I got to the hotel on Friday morning at 10 a.m., just two hours before the conference was to start. My room was ready (!!) so I was very happy to be gifted the luxury of early check-in. Yee ha! I unpacked a bit, took a short nap and made my way down to the conference at 11:40 a.m.
When I arrived, the first thing I saw was tables filled with stacks of publisher’s catalogs, kid magazines, and submission requirements for writers and illustrators. Like a hungry little dog faced with big plate of juicy steaks, I swiftly filled up my arms with one of everything. I didn’t anticipate this type of resource material being available for the taking. I guess I should have expected it, but I was thrilled to be able to collect such a useful, practical form of career guidance - and for free, no less! Some of the catalogs would probably have cost me $5. or more each, plus postage, after writing to the publisher to request it. I dashed to the elevator and dumped my booty in my room, before heading back down to check in.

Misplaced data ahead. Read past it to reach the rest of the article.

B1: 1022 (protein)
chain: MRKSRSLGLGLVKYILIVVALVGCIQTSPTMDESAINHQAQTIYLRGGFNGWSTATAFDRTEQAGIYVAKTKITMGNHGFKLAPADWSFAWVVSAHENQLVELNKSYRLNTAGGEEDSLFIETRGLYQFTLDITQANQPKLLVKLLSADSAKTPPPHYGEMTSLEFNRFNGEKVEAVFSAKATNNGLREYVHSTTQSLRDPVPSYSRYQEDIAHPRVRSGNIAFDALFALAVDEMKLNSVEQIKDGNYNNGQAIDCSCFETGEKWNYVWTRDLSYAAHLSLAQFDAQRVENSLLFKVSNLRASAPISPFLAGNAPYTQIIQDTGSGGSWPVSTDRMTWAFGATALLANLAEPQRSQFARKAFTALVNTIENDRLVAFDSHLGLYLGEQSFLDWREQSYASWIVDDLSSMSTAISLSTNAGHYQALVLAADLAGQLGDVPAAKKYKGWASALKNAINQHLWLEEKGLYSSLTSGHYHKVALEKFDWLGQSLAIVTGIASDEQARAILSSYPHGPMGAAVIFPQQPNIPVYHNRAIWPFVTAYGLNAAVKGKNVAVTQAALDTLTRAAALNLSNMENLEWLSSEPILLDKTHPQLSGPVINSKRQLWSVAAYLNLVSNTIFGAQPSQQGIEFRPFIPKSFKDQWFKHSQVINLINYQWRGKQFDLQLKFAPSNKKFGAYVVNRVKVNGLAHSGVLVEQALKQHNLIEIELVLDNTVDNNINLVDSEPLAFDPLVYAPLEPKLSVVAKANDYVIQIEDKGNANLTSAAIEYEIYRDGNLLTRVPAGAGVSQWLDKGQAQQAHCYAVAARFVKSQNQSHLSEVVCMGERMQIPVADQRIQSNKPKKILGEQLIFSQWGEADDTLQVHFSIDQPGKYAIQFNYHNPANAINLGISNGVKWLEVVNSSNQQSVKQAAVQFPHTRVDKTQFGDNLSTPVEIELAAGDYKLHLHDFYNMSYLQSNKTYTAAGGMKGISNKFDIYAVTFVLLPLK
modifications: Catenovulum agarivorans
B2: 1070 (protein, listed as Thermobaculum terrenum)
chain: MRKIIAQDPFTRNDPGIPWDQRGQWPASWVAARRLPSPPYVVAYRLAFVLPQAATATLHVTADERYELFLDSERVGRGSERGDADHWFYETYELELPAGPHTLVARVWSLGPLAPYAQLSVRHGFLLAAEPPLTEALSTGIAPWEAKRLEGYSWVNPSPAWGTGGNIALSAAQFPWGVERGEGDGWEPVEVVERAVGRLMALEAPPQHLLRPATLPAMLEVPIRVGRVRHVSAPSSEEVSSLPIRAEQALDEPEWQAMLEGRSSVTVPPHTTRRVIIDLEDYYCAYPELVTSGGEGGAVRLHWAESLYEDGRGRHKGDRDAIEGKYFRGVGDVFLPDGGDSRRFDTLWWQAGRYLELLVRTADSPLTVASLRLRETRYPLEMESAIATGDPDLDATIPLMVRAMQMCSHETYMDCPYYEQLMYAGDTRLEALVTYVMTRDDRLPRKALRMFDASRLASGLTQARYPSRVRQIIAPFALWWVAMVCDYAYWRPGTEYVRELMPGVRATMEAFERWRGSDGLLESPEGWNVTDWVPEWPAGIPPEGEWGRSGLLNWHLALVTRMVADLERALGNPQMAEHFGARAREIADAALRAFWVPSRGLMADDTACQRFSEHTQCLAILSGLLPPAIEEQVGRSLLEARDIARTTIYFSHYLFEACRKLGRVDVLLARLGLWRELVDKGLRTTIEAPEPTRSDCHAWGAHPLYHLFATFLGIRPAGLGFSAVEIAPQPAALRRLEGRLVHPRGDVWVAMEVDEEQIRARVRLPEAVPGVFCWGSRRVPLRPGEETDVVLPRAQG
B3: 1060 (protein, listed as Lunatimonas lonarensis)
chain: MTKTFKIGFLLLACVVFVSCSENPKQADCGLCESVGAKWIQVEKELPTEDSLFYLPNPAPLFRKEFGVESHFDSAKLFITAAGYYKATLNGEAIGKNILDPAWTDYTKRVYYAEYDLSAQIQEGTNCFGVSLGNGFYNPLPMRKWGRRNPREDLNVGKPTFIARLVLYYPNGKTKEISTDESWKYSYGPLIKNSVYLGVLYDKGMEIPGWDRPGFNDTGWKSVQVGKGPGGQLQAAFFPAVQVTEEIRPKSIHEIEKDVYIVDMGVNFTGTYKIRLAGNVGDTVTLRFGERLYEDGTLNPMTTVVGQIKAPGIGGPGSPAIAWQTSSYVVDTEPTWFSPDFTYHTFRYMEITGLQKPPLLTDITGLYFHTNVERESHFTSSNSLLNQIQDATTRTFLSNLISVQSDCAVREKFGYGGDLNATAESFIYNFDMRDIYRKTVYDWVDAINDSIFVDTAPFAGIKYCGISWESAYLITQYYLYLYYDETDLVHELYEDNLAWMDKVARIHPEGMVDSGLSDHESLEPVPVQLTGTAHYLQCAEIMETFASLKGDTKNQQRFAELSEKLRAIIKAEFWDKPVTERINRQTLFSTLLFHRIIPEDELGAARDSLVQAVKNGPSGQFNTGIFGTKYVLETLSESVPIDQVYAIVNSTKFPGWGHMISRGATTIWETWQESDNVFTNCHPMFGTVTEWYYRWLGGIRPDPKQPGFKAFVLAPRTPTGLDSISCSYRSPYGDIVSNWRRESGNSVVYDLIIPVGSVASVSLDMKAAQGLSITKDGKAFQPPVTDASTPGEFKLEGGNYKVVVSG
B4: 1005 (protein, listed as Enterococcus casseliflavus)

The first Keynote Speaker was Steven Fraser, a literary agent who has a ton of experience in children’s publishing: Simon & Schuster, Highlights for Children, HarperCollins. These are just a few of his credentials. He fired off so much useful, wisdom-rich advice, I don’t think my pen left my notebook the entire time. When a guy like Steven gives free career advice, stop the presses!! He was clearly extremely organized in his approach to his speech, making note of the important sound bites he offered (which was a good cue to write it down, not that any of us needed a cue, but it made it easier to identify key points). All of the information steven shared is the sort of stuff that you learn only through years of experience, unless you are lucky enough to have someone share it with you who’s been down the road several times. He also has a very unique perspective because he is an agent. This added some interesting layers to the advice he shared. (I believe Steven was the only speaker in attendance who is a literary agent.)
He recommended some books:
“Reading Like a Writer” Francine Prose
“The Sound On The Page” Ben Pagoda
I hope I spelled the names right.